Using the roundworm C. elegans as a "living test tube," researchers at the University of Florida have identified specific gut bacteria that promoted protein misfolding throughout the body, as well as others that were protective.
The findings, published in the May 6, 2021, issue of PLoS Pathogens, give new insights into the role of the gut microbiome in neurodegeneration and muscular disorders.
Senior author Daniel Czyz, an assistant professor at the University of Florida's Institute of Food and Agricultural Sciences, told BioWorld Science that that in addition to its specific findings, the paper illustrates the strengths of very simple model organisms to break down complex bacterial communities into manageable parts.
The gut microbiome has long been linked to the health of other organs, including the brain. But "a lot of the studies in humans are correlational," he said.
Because the individual members of the microbiome influence each other, identifying which specific bacterium or metabolite is causal for a health effect is extremely challenging. Mouse models, too, are simpler but not simple enough to avoid the issue altogether.
C elegans, though, has fewer than a thousand somatic cells -- 959, to be exact. About a third of those cells are intestinal cells, and the animal sports 123 muscle cells. At the same time, the animal's body plan is similar, in its extremely simplified way, to that of humans.
The worms that Czyz and his colleagues used for their work are engineered to express a polyglutamine stretch attached to a sensor that enabled them to detect aggregates of misfolded proteins. Glutamine repeat expansions underlie Huntington's disease as well as several dozen other disorders, collectively known as the polyglutamine or polyQ disorders.
By colonizing the worms with one gut bacterium at a time, they were able to identify species that increased the misfolding of the polyglutamine-containing proteins not just in the gut, but also in the animals' 123 muscle and 302 brain cells, suggesting that "bacteria may secrete something that affects the host in a way that enhances or disrupts protein folding across tissues," Czyz said. "That's when it got really interesting."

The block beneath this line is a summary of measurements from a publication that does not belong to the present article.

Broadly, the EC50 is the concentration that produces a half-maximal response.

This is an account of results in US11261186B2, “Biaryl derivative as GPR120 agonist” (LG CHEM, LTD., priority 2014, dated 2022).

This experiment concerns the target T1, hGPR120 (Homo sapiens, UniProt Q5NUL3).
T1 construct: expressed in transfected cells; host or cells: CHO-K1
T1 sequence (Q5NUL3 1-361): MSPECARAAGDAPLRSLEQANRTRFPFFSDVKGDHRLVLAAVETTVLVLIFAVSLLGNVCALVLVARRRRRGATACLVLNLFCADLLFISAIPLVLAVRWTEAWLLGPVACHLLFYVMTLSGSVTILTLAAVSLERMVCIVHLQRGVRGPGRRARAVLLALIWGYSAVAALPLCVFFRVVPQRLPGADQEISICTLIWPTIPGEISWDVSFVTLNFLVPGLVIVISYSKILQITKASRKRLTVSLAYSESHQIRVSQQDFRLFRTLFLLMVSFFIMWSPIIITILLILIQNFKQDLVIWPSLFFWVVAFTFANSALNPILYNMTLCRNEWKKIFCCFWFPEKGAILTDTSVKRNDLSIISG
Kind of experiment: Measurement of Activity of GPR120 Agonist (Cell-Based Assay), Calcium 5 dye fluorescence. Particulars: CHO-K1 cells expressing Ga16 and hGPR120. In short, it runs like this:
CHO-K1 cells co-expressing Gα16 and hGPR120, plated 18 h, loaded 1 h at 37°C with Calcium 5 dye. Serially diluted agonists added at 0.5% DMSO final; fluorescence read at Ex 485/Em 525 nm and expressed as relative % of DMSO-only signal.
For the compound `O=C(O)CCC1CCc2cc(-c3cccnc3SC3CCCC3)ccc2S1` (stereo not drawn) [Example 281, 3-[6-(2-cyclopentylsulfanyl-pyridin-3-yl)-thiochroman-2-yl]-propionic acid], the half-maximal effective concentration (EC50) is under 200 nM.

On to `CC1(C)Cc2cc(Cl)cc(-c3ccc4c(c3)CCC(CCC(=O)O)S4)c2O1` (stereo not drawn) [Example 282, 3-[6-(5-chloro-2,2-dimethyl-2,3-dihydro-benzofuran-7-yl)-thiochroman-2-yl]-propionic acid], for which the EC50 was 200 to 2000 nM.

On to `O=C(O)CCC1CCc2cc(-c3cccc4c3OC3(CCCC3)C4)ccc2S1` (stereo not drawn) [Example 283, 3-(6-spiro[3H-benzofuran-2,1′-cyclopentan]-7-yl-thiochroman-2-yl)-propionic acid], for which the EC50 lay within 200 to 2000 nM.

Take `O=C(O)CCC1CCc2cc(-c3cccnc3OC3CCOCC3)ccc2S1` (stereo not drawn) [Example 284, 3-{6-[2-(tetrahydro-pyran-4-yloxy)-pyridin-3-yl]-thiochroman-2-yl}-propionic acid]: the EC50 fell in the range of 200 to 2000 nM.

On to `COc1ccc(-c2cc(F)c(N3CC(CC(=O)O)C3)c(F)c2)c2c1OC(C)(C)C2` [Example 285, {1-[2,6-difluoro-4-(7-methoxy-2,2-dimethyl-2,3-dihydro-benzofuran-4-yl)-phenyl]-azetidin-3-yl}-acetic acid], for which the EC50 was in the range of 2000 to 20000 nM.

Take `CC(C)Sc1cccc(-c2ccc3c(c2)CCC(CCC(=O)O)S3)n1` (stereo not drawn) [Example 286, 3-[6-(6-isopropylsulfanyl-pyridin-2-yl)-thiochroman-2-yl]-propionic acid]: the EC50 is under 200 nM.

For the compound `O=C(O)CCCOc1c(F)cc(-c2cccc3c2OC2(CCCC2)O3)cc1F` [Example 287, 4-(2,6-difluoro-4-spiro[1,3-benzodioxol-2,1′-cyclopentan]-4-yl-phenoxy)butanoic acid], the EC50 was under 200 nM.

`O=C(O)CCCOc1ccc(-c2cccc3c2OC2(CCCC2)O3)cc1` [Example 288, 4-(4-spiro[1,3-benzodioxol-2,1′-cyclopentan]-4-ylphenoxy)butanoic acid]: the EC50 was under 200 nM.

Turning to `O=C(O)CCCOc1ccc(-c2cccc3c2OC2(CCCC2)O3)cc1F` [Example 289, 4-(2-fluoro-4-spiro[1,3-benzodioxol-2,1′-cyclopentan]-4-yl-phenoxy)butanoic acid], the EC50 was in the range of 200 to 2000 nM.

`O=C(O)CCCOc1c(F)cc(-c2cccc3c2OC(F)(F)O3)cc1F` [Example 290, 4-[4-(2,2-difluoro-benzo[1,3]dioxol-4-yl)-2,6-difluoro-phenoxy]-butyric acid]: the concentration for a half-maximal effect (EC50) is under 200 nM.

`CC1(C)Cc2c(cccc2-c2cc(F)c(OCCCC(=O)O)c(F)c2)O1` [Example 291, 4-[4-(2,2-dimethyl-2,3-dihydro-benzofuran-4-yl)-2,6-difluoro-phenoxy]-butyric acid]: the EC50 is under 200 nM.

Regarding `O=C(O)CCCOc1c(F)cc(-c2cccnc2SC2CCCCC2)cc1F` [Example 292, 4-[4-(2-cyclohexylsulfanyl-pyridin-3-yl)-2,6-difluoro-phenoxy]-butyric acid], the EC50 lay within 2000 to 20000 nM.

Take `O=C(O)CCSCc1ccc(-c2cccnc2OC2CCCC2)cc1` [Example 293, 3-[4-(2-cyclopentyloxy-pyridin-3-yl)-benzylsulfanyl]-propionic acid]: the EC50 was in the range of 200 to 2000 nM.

Unexpectedly, the team also found that the offspring of colonized C. elegans, which were not colonized themselves, also showed increased misfolding. Czyz and his colleagues originally suspected an epigenetic effect, but "at this point, we don't think it's epigenetics, because the second generation loses that [effect]," Czyz said. Instead, he suspects that the aggregates also occur in germline cells and affect offspring via effects on the germline.
The team also identified several species that were able to reduce misfolded protein aggregates. Two different Prevotella species in particular, P. disiens and P. corporis, "almost completely suppressed protein aggregation."
Both those Prevotella species secrete butyrate, a short chain fatty acid that is one of the major metabolites produced by health-associated gut microbiome bacteria.
They also showed that "If we supplement worms' butyrate, that suppresses the negative effect that the bacteria have on protein folding," Czyz said.
When the team colonized C. elegans with an Escherichia coli species that had been engineered to product butyrate, it suppressed protein misfolding and aggregation in the colonized worms.
And when they co-colonized C. elegans with helpful and harmful bacteria, the engineered E. coli was able to suppress the negative effect of detrimental bacteria.
A link to antimicrobial resistance?
Czyz and his colleagues are also interested in antimicrobial resistance (AMR), a looming public health crisis that Czyz sees as related to protein misfolding disorders.
"Almost all of the bacteria we found associated with protein misfolding are also associated with antibiotic-resistant infections," he pointed out. Two of the bacteria that had the strongest detrimental effects were the bacteria Pseudomonas aeruginosa, Klebsiella pneumoniae, both ESKAPE pathogens that the Infectious Disease Society of America considers the most urgent public health threats due to their extensive drug resistance.
Czyz has a two-hit hypothesis with respect to the development on neurodegeneration, where individuals who are predisposed to neurodegenerative diseases by carrying a protein-destabilizing mutation in their proteome will develop outright illness if they are also colonized with bacteria that increase protein misfolding.